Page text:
By Focus on the Global South-Philippines

Bangkok – As ASEAN advances towards its goal of becoming an economic community in 2015, it has to confront urgent issues relating to the people’s right to information, trade and economic agreements, and the environmental concerns resulting from this integration into the regional and global economy.

Regional and national civil society organizations gathered in Bangkok, October 26, for the “Taking Stock, Moving Forward towards ASEAN Peoples’ Campaigns” conference, called on ASEAN to address these urgent concerns. The meeting was spearheaded by the Solidarity for Asian People’s Advocacies (SAPA) Working Group on ASEAN.

An overarching advocacy supported by various groups is the development of a freedom of information policy for ASEAN, to cover information produced or received by ASEAN and its many organs as a regional body, subject only to narrow list of reasonable exceptions.  According to lawyer Nepomuceno Malaluan of the Institute for Freedom of Information (I-FOI) and the Philippine-based Right to Know.  Right Now! Coalition, “international or intergovernmental organizations like ASEAN are bound by international law that recognizes  the people’s right to information. The people’s right to information has also been affirmed in practice, with more than 80 countries having enacted Freedom of Information (FOI) legislations, and various intergovernmental organizations such as the Asian Development Bank, the World Bank, the UNDP, and bodies of the European Union adopting comprehensive access to information policies.”

Among ASEAN member countries, Thailand and Indonesia have enacted an FOI law, while the Philippines recognizes the right to information in its constitution and is also nearing the passage of its own FOI act. There is also a campaign for an FOI legislation in Malaysia, and a similar initiative is nascent in Vietnam.  Malaluan called on these states to take the lead in pushing for the adoption of a progressive FOI policy for ASEAN.

Supporting the argument for an ASEAN Protocol on FOI, Jenina Joy Chavez of the regional think tank Focus on the Global South said that “aside from it being a right in itself, freedom of information is crucial in facilitating the exercise of other rights like freedom of expression and the right to participate. It is also vital in exacting accountability and upholding community rights through free prior and informed consent.”

In an earlier strategy meeting on the ASEAN FOI Protocol attended by key advocates, experts and campaigners in the region, October 25, Chavez pointed out that “the three blueprints for an ASEAN Community all contain clauses for a communications strategy.” She cited a provision in the ASEAN Political Security Community Blueprint that provides for a communications strategy that “will not only create greater public awareness of the various initiatives, outcomes and issues of the APSC, but also enable all stakeholders to be involved in the process”.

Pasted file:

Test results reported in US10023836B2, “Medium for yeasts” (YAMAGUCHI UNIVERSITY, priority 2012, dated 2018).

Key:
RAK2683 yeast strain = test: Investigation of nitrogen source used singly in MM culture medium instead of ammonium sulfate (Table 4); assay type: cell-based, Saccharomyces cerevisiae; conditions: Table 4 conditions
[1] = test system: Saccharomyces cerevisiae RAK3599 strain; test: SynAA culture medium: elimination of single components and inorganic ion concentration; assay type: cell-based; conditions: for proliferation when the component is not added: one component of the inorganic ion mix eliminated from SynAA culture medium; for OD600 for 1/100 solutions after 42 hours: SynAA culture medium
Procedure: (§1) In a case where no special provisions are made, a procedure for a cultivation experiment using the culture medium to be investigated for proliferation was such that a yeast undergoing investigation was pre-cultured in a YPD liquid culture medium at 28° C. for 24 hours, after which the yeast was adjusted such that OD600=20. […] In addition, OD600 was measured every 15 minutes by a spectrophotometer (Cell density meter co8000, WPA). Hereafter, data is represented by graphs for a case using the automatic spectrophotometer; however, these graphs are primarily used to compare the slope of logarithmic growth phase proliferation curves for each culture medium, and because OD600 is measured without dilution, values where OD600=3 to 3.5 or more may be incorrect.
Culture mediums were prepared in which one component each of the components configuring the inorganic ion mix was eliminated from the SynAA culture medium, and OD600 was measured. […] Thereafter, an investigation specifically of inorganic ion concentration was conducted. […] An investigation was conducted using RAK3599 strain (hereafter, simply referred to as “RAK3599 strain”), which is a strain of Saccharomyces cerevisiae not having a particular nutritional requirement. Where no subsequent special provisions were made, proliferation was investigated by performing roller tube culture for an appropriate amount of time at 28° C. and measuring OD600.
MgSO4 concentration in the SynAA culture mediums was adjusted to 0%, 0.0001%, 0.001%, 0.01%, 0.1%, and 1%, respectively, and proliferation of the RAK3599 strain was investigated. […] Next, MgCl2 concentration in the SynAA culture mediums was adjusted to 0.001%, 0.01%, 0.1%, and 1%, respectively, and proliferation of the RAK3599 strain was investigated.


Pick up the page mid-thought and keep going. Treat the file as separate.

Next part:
In the same meeting, Kulachada Chaipipat of the Southeast Asian Press Alliance said that “the region has long been a hotspot for the lack of freedom of information and of expression, and it is high time ASEAN did something about it.”
Speaking via Skype, Joseph Purugganan of the EU-ASEAN FTA campaign network lamented that trade negotiating processes and the economic/trade agreements by ASEAN were often not subjected to public consultations. “If the World Trade Organization has to be notified about these agreements, the citizens of ASEAN also have the right to be informed”, Purugganan argued.

No longer just ‘emerging issues’
Jacques Chai, also from Focus on the Global South, said that ASEAN member states negotiate with various trading partners like the EU, the US, and among themselves, but access to information in these negotiations is almost nil. He criticized the intergovernmental body for “failing to come up with a single voice in negotiating with the EU, and with the EU ironically assisting ASEAN to come up with a single position.”

The environment is another issue considered urgent by civil society. Dorothy-Grace Guerrero, a senior associate at Focus on the Global South and member of the SAPA Working Group on Environment, stressed that ASEAN cannot delay actions to deal with global warming and climate change, and argued that  a fourth pillar on the environment is imperative to complete the foundation for the ASEAN community. “Environmental concerns”, according to Guerrero, “can no longer be just subsumed into the ASEAN mechanisms on economic and social-cultural rights; it is an urgent issue that cuts across governance, resource management, and environmental-related disasters.”

The groups committed to develop the instrument for access to information, as well as to flesh out the coverage and functions of a fourth pillar on the environment.

ASEAN will hold its 17th Leaders Summit in Hanoi on October 28-29. Unlike in previous years, there will be no interface with representatives of civil society organizations during the Hanoi meeting. #

If you have inquiries, please contact Ms Clarissa V. Militante (Media and Communications Associate) at number (632) 433-08-99; or through the email [email protected]